10:40 AM: Committee vice chair Councilmember Bruce Harrell suggests they get on to details of the various proposals. Councilmember Tim Burgess speaks first, saying of unsheltered people, “They are our neighbors and we want to help them.” He draws applause by reiterating, “I just want to say we should not proactively authorize camping in our parks and on our sidewalks … that violates public trust.” He says he supports what the mayor announced last night, including four new authorized encampments similar to the ones currently open in Ballard, Interbay, and Othello. Burgess also says, “There’s a lot of … trash (in locations) where campers are no longer there” and urges that mayor use “emergency powers” to get that cleaned up. Then he says it’s “not helpful” to use this controversy to “denigrate those who are homeless” in Seattle. A few minutes later, Councilmember Kshama Sawant notes that “homelessness is an absolutely brutalizing experience … nobody chooses that.”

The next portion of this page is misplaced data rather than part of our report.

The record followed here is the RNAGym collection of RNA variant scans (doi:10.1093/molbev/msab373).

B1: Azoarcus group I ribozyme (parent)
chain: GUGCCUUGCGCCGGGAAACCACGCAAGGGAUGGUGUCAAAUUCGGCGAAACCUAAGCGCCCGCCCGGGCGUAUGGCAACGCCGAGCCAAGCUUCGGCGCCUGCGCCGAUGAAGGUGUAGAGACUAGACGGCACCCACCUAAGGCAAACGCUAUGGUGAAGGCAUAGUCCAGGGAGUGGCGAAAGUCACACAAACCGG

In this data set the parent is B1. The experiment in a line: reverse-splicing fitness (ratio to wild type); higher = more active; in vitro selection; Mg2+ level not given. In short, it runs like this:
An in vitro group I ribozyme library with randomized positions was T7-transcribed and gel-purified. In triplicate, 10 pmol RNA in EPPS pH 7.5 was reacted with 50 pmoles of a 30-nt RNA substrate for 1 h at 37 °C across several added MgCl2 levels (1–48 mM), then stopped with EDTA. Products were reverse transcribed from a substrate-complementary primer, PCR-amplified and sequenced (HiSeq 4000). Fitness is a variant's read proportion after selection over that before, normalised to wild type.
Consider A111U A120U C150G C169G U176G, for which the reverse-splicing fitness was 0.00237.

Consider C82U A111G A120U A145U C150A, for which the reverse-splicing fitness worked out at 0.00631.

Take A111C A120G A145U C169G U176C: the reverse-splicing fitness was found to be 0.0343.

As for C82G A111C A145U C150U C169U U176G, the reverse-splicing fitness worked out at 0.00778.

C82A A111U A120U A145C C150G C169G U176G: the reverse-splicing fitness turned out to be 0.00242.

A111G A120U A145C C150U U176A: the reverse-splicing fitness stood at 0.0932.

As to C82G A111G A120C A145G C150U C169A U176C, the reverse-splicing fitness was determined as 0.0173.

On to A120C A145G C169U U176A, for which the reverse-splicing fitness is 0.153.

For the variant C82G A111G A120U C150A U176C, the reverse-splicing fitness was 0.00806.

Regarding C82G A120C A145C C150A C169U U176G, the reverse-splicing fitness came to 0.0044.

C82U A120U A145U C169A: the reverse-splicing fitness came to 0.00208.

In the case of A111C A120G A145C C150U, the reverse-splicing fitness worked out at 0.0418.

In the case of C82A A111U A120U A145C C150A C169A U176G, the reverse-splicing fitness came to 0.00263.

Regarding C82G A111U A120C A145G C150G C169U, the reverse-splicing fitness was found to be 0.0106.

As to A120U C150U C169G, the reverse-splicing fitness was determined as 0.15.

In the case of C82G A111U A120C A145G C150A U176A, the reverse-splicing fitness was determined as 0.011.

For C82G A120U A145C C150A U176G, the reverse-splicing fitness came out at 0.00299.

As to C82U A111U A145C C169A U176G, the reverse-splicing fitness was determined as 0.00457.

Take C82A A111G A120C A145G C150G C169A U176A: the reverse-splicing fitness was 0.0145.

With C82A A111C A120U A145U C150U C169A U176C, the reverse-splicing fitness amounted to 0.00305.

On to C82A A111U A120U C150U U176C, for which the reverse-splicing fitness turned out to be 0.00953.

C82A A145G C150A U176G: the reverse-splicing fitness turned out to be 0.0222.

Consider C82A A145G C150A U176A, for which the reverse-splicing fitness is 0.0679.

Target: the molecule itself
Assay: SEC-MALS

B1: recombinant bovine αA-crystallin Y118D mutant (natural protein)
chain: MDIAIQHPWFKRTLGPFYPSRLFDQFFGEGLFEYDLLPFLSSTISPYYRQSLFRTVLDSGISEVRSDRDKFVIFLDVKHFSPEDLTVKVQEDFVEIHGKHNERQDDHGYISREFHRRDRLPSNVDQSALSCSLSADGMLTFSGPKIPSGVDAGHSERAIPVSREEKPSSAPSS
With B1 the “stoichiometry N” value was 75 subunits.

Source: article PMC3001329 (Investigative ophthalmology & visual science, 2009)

11:09 AM: Bagshaw says 90 people are signed up to speak in the public-comment period they’re trying to get to, and at 2 minutes each, “you do the math.” Harrell asks about O’Brien’s revised proposal for the city to pay a $50 fine if it doesn’t follow through on whatever rules it implements. The latter says he’ll work with Harrell on that offline – and audience members howl. Bagshaw says, “I oppose the idea of having penalties on this kind of legislation.”
11:17 AM: Public comment begins. Bagshaw says she’ll stay until everyone has spoken, even if other councilmembers have to leave.